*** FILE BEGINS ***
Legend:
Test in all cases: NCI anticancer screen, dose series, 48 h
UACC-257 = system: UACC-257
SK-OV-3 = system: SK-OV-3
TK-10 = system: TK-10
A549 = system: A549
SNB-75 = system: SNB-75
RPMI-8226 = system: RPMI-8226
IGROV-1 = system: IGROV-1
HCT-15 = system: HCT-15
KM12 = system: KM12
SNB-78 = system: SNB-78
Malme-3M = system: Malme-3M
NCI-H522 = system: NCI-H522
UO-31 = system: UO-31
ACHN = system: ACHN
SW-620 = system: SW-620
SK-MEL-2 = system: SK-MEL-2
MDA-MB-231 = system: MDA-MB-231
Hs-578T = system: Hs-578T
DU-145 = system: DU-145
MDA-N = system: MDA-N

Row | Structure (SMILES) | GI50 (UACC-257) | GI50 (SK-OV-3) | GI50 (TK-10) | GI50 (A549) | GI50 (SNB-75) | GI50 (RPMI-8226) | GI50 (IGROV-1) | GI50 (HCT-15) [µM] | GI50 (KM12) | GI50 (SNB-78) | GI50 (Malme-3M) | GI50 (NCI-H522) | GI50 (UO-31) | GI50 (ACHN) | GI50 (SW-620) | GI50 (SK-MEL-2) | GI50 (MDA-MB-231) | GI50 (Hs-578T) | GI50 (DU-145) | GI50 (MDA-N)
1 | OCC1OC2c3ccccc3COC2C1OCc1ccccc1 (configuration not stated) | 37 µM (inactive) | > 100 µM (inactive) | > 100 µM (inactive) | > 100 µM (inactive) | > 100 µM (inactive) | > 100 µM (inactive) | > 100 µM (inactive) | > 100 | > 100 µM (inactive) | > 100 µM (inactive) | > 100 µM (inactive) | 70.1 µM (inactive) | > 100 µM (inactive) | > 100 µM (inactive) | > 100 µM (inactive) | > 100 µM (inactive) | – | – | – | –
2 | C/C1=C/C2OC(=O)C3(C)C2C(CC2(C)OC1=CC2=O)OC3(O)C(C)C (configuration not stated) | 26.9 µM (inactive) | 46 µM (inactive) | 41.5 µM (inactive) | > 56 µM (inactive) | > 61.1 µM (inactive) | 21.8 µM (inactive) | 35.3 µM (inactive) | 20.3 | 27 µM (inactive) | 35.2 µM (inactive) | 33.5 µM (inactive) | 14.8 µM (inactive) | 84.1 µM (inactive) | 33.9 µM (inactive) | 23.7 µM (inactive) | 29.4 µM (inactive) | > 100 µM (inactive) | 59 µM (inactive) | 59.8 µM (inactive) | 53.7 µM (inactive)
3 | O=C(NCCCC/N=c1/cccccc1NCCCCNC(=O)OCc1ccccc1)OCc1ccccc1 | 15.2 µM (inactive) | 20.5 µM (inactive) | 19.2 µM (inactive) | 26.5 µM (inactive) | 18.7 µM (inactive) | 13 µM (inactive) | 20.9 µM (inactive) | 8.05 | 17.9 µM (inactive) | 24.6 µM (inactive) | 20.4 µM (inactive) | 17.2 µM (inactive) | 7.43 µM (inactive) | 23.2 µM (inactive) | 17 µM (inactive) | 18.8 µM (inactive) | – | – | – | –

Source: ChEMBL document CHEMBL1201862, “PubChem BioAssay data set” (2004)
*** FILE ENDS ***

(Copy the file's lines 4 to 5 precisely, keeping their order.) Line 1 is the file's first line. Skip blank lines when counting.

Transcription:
SK-OV-3 = system: SK-OV-3
TK-10 = system: TK-10